HHS proposes new rule allowing for federally funded service providers to discriminate against members of the LGBTQIA+ community, women, the non-religious, and religious minorities
Proposed rule is part of the Trump Administration’s roll-out of similar rules at seven other federal agencies, including the Departments of Labor and Education
Murray, Wyden, and 21 Democratic senators oppose rule and urge Secretary Azar to withdraw it immediately
Senators: Proposed rule is “yet another instance of federally funded discrimination by the Trump Administration”
Washington, D.C. – Senator Patty Murray (D-WA), ranking member of the Senate Health, Education, Labor, and Pensions (HELP) Committee, and Senator Ron Wyden (D-OR), ranking member of the Senate Finance Committee, and 21 Democratic senators sent a letter to Secretary of Health and Human Services (HHS) Alex Azar, urging him to withdraw a proposed rule that would expand federally funded discrimination against members of the LGBTQIA+ community, women, the non-religious, and religious minorities. The rule would eliminate protections that are vital to ensuring all eligible people—regardless of sex, sexual orientation, gender identity, or religious affiliation—can receive vital health services and employment opportunities from “faith-based” providers funded by taxpayers. In addition to HHS, in January, seven other federal agencies released similar proposed rules that would leave underserved and underrepresented communities at risk of losing access to vital taxpayer funded services.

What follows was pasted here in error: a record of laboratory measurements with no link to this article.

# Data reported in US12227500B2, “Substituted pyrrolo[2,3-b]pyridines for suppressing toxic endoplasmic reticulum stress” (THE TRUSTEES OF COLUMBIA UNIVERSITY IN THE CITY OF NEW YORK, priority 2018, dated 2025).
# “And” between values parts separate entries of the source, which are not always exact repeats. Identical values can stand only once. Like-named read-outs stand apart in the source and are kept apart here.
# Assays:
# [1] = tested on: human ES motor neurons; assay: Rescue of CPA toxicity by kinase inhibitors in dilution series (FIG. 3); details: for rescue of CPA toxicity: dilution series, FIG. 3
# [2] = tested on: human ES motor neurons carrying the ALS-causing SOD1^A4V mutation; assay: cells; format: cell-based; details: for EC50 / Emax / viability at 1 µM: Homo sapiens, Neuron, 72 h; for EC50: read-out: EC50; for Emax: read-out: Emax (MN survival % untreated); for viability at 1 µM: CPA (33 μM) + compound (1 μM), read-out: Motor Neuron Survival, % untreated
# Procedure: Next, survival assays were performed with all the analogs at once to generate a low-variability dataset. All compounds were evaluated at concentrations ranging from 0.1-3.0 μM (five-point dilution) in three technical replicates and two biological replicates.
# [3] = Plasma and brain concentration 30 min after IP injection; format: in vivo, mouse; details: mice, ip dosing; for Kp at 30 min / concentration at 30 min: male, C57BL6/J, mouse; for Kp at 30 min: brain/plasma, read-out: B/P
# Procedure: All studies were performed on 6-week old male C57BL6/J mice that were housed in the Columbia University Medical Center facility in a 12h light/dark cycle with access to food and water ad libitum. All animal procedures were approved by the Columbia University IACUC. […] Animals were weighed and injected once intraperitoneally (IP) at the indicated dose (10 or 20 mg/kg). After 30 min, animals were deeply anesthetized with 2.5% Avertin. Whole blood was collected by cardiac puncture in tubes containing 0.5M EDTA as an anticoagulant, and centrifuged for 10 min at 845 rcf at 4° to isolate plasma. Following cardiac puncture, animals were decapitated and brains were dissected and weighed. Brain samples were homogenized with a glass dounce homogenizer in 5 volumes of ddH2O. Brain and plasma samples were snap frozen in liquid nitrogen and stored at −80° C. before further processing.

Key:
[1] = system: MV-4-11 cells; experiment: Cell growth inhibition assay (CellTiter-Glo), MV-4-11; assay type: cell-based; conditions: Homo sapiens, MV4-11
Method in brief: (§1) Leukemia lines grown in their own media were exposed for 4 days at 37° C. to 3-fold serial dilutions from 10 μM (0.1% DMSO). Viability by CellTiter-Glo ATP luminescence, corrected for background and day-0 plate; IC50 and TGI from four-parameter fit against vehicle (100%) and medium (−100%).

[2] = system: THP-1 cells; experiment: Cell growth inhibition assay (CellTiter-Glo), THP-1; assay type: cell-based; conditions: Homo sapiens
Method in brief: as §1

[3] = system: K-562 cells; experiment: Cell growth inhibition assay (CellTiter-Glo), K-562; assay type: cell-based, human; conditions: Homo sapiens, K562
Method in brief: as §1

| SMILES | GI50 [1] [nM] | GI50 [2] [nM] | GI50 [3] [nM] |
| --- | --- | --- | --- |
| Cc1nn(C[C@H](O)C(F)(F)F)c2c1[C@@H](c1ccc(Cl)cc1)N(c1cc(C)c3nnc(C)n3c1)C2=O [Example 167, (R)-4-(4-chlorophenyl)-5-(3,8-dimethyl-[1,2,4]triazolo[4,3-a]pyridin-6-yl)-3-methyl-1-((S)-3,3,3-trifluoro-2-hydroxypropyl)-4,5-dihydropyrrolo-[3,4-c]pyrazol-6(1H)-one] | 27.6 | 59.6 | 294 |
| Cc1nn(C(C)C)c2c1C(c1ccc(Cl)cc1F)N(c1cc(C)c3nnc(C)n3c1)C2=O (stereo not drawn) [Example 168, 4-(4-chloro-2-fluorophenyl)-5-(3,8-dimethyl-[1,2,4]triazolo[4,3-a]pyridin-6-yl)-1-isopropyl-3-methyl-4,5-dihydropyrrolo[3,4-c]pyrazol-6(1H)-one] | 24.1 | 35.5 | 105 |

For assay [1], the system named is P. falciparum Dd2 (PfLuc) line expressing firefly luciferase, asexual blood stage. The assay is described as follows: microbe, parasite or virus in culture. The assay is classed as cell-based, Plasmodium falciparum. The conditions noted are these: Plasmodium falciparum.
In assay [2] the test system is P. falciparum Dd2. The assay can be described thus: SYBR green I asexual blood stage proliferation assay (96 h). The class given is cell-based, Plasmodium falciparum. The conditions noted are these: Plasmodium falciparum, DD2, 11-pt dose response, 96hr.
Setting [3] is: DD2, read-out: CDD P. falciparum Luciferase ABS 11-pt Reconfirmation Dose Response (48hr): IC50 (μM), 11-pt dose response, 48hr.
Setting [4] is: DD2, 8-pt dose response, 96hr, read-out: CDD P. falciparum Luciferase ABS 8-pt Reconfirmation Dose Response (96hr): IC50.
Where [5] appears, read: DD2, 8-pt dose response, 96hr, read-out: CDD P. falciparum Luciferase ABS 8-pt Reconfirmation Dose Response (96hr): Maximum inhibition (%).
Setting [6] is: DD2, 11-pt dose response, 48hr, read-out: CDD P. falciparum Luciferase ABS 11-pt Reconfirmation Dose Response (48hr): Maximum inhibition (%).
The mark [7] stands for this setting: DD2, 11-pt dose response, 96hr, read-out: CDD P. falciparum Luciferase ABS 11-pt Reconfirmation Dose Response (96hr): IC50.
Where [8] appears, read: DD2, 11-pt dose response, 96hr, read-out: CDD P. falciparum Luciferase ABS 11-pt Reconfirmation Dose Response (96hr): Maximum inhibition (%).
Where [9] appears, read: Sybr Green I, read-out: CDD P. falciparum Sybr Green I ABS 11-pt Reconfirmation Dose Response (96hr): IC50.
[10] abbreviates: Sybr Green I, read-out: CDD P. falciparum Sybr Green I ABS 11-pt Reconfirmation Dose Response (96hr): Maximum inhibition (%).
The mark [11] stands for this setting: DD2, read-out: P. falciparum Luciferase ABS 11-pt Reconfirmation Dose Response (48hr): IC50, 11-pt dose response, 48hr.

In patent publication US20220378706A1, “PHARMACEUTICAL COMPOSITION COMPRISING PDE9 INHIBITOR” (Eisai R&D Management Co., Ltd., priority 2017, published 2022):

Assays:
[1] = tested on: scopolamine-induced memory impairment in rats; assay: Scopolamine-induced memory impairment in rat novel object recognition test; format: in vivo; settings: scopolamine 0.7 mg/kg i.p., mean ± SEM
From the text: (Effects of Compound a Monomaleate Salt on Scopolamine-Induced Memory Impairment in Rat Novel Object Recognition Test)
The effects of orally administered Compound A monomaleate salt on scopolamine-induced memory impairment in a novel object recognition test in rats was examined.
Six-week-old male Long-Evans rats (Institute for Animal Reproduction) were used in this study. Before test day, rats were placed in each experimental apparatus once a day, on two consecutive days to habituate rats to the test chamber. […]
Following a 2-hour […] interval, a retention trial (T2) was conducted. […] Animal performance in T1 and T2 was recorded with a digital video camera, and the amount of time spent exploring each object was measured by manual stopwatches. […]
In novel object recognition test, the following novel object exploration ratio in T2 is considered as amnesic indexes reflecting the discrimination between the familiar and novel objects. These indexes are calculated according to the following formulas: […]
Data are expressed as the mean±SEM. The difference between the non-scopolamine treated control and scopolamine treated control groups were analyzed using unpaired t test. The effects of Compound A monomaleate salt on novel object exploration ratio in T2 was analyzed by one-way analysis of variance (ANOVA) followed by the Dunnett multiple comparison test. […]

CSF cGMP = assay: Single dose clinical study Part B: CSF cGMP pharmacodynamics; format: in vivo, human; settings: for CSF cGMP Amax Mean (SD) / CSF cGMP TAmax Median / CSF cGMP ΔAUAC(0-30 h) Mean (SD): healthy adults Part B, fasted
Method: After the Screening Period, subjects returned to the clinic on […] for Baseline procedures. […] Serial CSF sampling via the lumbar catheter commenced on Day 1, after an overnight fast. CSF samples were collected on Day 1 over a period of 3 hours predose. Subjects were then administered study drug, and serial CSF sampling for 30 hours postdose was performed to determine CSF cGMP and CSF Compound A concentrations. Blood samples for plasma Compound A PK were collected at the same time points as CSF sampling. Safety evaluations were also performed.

Specifically, this rule creates barriers to accessing vital services by eliminating requirements to alert beneficiaries of their rights; eliminating requirements to refer beneficiaries to alternate providers in cases where beneficiaries may feel uncomfortable with the religious belief of the provider; and explicitly allowing federally funded service providers to include mandatory religious elements as part of their services. The rule also greenlights employment discrimination by allowing federally funded service providers to make employment decisions based on “acceptance of or adherence to the religious tenets of the organization,” allowing people to be hired or fired on the basis of their sex, including their sexual orientation, gender identity, or pregnancy status.
“The proposed rule —developed under the guise of religious liberty—is actually both an attack on religious freedom and yet another step taken by President Trump to greenlight federally funded discrimination,” wrote the senators. “Protecting equal access for beneficiaries and potential employees, regardless of their religious beliefs and identities, is and should always remain the Department’s number one priority. We demand the Department put the American people first and withdraw the proposed rule,” continued the senators, later in the letter.